I ran a bright, shiny new half marathon PR of 1:20:50 under circumstances that were not nearly as ideal as those I had for my previous PR of 1:21:26. I walked away from this race feeling like I'd nailed one of my best workouts ever, but not exactly like I'd raced or PRed (you'll have to read The Long for an explanation of why). However, the more I analyze this race the happier I become with it. I placed 5th overall, netted some cash, and best of all enjoyed an amazing weekend trip to Indianapolis with my parents.
Official results can be found here.
|Sunny clock shot courtesy of my mama|
I looked at a lot of fall halves trying to find the "perfect" goal race before deciding that none were. The major things I was looking for were: A) fitting into my schedule (marathon training and non-running), B) likelihood of good weather, C) straight course/minimal turns, D) flat course, E) competitive field, and F) within driving distance. The Indianapolis Women's Half fit the bill on 5 of the 6, only missing requirement C), but the more courses I looked at the more I realized how hard it is to find one as nice as the White River half (which, alas, does not meet requirement A) this year since it is only 2 weeks before my goal marathon).
So I landed on Indy, and was accepted as an elite entrant and honored as one of the "5 Women to Watch" in the race. The race organizers were amazing and I was fortunate to be a part of this event. The race was on a Saturday, so I made the trip to Indy on Friday with my parents. Since I won't pull Albani out of school for a race, she and Jon weren't able to come. I treasure my time with my parents so greatly, which also meant that even if I bombed the race, it would be worth going to! I never got nervous for this race, and I think that was big part of why.
|From the event program|
|More expo fun|
|Feeling like a new woman in the hotel room pre-race|
|I'm looking weird on the starting line as per usual|
|When 6:05 pace was briefly happening|
In regards to the course markings, in many places the cones on the road were set up in a way that did not allow you to run the tangents on turns and curves. When a course is certified, it is measured on the tangents of the road, but I noticed early on that many of the tangents were blocked. I knew I was not running the shortest route, but I didn't want to risk disqualification by going outside of the cones (and in some places the tangent was occupied by an aid station in the road, which I clearly could not go through). I was frustrated about this early on because I knew I was picking up extra distance, and there was nothing I could do about it. We all know I dislike anything out of my control!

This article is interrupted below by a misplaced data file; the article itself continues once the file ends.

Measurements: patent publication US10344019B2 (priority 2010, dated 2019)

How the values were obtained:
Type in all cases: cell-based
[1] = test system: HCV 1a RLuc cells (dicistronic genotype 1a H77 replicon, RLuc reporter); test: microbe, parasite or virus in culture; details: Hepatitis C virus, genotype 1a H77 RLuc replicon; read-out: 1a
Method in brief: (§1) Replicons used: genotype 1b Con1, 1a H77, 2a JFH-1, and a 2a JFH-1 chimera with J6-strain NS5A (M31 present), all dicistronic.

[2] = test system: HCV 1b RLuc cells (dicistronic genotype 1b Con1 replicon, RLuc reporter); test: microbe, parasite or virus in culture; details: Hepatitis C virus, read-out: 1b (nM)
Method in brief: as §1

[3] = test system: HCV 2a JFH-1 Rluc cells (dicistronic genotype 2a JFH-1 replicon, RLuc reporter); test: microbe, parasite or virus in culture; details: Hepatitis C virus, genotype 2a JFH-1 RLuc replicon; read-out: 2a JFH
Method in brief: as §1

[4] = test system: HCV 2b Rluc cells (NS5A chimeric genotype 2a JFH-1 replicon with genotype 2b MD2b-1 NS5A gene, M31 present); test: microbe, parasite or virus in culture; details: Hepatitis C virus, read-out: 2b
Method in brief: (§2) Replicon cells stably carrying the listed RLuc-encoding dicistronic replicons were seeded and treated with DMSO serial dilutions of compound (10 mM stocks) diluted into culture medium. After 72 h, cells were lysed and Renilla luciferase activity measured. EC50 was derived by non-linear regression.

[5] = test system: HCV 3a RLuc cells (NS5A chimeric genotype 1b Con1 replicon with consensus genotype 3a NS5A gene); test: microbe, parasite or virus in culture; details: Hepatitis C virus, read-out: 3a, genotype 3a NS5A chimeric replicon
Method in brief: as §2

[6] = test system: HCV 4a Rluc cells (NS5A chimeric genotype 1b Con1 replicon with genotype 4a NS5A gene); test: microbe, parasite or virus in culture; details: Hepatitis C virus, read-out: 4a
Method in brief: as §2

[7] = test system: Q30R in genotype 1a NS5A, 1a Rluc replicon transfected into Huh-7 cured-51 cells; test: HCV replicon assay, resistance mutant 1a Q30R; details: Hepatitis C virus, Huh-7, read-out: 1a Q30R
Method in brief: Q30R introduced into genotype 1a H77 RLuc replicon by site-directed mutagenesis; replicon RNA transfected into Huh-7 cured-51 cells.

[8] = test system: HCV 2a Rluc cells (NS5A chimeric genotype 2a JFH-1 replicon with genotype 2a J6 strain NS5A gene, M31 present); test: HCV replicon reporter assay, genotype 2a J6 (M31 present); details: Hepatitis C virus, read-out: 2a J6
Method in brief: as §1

Between miles 4-5, I picked up a cyclist escort. I believe there were 10 cyclists, for the prize money positions, but I am not sure why they didn't pick up with the runners until that far into the race. I sure needed my guy earlier! Having him was a great help in regards to navigating the course, but I think the cyclists were probably told not to aid the runners (as they should be), so it wasn't helpful pacing-wise. I was extremely thankful to have him to keep me on course though - no more thinking about markings and signs!
Between about 5.5 and 7.5, the course doubled back on itself, so I could see the runners ahead of and behind me. The leading 4 ladies were still pretty closely bunched when I saw them, significantly ahead of me (about 1:30). There had been 5 women ahead of me when I lost sight of them, but one of them was in the 5K (I hadn't been able to see the 5K turn off, but confirmed the 5K winner from the bib number in the photo above). At the time I thought maybe someone dropped out or stopped in a porta-potty, but regardless I knew I was in 5th at that point, with little chance of moving up. As I turned the other direction, I saw that 6th was farther behind me than I was trailing the leaders, so I also had little chance of being caught. I checked my watch at the 6.55 mile mat, and I was at 40:23, which was about what I wanted (the online results have the 6.55 splits wrong for everyone).